What is, ‘a profoundly affectionate, passionate devotion to someone (-noun)’? Well, in addition to being the dictionary definition for love, it is also the not-entirely-review-friendly title for debbie tucker green’s new production at the Royal Court.
So, this is a play about love, right? Well, kind of. More like the other side of love. The love you won’t see in Disney films or on Valentine’s Day cards. It is love as the mundane and angry. It is the routine of relationships. The bickering, the arguing. The picking out of each other’s flaws. It is the boredom and the resentment. And, whisper it quietly, also the cruelty.
The idea is a clever one. A profoundly etc. follows the development (over many years) of five lives through their rows and arguments with each other. There are rows and then sudden breaks. We leap forward in time. Maybe by a couple of months, maybe by a few years. But something has shifted, there has been a development. And so, it’s another row at another time. The stakes and subjects have evolved but that frustration and resentment remains. And as life events unfold, new concerns arise.
Each of the five actors is superb and their handling of debbie tucker green’s deft writing is excellent. There’s plenty of gaps, interruptions and fragmented sentences. The pattern of speech is blunt and abrupt. These are couples that know each other. They don’t so much finish each other’s sentences, as pre-empt the next retort in the argument. Their gestures are enough. Two or three words is enough. The slights may be incomplete to us, but the couple arguing understand what is being said. And what is being inferred. They know where to hit to hurt, and they don’t need to spell it out to do so.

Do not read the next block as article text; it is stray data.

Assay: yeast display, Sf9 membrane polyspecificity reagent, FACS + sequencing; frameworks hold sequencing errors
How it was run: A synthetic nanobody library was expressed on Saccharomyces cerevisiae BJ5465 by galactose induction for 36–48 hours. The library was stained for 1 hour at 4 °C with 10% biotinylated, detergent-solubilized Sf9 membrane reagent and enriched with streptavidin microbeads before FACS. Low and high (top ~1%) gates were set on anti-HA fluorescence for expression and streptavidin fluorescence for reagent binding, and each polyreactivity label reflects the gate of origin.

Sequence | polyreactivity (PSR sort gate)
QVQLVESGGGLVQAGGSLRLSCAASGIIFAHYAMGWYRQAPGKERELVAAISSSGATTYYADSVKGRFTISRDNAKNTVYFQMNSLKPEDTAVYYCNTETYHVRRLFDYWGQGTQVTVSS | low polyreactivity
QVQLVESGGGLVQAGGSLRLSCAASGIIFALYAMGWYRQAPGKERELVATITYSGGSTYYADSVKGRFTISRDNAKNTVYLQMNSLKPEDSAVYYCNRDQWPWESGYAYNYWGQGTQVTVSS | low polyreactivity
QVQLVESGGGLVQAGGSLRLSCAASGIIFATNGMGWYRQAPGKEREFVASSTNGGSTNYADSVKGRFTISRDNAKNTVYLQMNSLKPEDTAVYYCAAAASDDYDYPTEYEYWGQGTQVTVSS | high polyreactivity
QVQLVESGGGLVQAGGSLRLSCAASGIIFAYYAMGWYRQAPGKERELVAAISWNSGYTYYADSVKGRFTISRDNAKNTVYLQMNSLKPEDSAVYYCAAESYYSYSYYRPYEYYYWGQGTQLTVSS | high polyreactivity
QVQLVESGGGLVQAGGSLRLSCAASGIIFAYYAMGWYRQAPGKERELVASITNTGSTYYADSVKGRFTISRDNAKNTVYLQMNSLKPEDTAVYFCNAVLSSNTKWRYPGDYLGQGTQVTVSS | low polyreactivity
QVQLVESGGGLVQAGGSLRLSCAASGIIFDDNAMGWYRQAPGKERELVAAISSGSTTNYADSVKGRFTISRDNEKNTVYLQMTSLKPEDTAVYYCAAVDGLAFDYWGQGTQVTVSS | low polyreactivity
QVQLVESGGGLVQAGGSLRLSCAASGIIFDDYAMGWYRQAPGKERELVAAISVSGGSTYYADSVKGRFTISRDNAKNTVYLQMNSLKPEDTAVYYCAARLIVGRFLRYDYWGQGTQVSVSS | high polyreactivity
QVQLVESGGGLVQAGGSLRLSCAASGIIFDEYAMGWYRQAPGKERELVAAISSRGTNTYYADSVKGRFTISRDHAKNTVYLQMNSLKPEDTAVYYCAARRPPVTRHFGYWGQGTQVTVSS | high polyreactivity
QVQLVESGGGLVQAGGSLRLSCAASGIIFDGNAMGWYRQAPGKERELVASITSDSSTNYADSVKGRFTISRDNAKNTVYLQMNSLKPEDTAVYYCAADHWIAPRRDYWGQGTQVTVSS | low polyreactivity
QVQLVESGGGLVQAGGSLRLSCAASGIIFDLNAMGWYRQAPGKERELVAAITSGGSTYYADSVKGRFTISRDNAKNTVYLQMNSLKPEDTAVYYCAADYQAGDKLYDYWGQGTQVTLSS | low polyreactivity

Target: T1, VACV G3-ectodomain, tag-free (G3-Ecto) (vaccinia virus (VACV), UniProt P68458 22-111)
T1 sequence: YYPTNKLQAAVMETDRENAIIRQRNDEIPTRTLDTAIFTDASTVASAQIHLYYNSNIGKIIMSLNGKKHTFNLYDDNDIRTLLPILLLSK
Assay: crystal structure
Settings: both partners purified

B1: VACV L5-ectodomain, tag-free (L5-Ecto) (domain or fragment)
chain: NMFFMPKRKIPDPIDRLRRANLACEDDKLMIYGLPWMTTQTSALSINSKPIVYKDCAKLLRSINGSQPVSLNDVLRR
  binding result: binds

Showing in a radically reworked Jerwood Theatre Upstairs, it’s the audience that is plunged into the centre of the room, taking over the central floor. And, instead it is the actors who are pushed to the sides. Their stage is a thin platform that hogs three sides of the room.
The five actors skulk back and forth, like tigers testing the perimeter of their cages. When they’re not in heated exchanges, trading harsh words over our heads, they’re dragging pieces of chalk across the green-board that forms their backdrop. Some draw squares, others circles. Are these outlines of the field of play, or representative symbols of the need for a home, for completeness?
But the stage design, courtesy of Merle Hensel, is a clever one. By placing us, the audience, in the centre, it almost compels you to bow your head. You feel cowed by the rage around you.
At other times, you feel as if you’re at Wimbledon, constantly turning your head left and right as you watch the jabs and barbs volley back and forth. This is uncomfortable viewing (and I don’t mean just because of the stools that you’re required to perch on). You wince at some of the low blows, agonise and draw breath as metaphorical lines are crossed, and wonder how relationships can piece themselves back together when words that cannot be taken back have finally been spoken.
They are brief moments of tenderness, but they don’t last. And that does lead to the main challenge of the show – though the actors sustain this emotional pain superbly well, it’s tough for the audience. Conceptually, this is supremely clever – to bear witness to relationships through their rows and arguments – but that one-note touch to the show can wear a little thin, and sometimes quite quickly.
debbie tucker green, who directed this production in addition to writing it, always excites me. She is an innovator and a risk-taker. And many agree with me on that – this show was sold out even before it opened (though tickets for all Monday shows are released on the day). I’m glad I saw this as there is much to admire, though perhaps it won’t be one that I would be in a rush to see again.
Royal Court Theatre, London, to April 1, 2017
Tickets from £12.
All production images by Stephen Cummiskey.
1. Gershwyn Eustache Jnr (B) and Lashana Lynch (A)
2. Shvorne Marks (Young Woman) and Gershwyn Eustache Jnr (B)
3. Gary Beadle (Man)